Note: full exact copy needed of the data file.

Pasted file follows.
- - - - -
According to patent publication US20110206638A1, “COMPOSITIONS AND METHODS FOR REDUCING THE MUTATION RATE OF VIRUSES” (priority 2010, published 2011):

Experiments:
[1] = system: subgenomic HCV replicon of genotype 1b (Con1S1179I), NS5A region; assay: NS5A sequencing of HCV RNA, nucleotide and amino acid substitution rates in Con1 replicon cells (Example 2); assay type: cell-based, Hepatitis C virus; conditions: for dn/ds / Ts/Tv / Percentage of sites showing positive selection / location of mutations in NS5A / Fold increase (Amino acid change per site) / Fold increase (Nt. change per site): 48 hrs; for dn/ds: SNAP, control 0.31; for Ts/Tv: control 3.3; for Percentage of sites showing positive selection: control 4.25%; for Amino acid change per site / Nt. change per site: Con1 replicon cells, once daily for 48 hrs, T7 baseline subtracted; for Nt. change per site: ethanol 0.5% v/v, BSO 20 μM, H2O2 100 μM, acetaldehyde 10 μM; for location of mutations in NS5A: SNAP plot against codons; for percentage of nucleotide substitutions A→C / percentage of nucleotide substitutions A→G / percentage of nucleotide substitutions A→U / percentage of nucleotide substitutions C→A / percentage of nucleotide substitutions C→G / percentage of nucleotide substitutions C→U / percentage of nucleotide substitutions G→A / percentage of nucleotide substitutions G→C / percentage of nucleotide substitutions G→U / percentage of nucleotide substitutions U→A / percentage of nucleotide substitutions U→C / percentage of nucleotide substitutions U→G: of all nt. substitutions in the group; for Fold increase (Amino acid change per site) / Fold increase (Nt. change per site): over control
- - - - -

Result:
According to patent publication US20110206638A1, “COMPOSITIONS AND METHODS FOR REDUCING THE MUTATION RATE OF VIRUSES” (priority 2010, published 2011):

Experiments:
[1] = system: subgenomic HCV replicon of genotype 1b (Con1S1179I), NS5A region; assay: NS5A sequencing of HCV RNA, nucleotide and amino acid substitution rates in Con1 replicon cells (Example 2); assay type: cell-based, Hepatitis C virus; conditions: for dn/ds / Ts/Tv / Percentage of sites showing positive selection / location of mutations in NS5A / Fold increase (Amino acid change per site) / Fold increase (Nt. change per site): 48 hrs; for dn/ds: SNAP, control 0.31; for Ts/Tv: control 3.3; for Percentage of sites showing positive selection: control 4.25%; for Amino acid change per site / Nt. change per site: Con1 replicon cells, once daily for 48 hrs, T7 baseline subtracted; for Nt. change per site: ethanol 0.5% v/v, BSO 20 μM, H2O2 100 μM, acetaldehyde 10 μM; for location of mutations in NS5A: SNAP plot against codons; for percentage of nucleotide substitutions A→C / percentage of nucleotide substitutions A→G / percentage of nucleotide substitutions A→U / percentage of nucleotide substitutions C→A / percentage of nucleotide substitutions C→G / percentage of nucleotide substitutions C→U / percentage of nucleotide substitutions G→A / percentage of nucleotide substitutions G→C / percentage of nucleotide substitutions G→U / percentage of nucleotide substitutions U→A / percentage of nucleotide substitutions U→C / percentage of nucleotide substitutions U→G: of all nt. substitutions in the group; for Fold increase (Amino acid change per site) / Fold increase (Nt. change per site): over control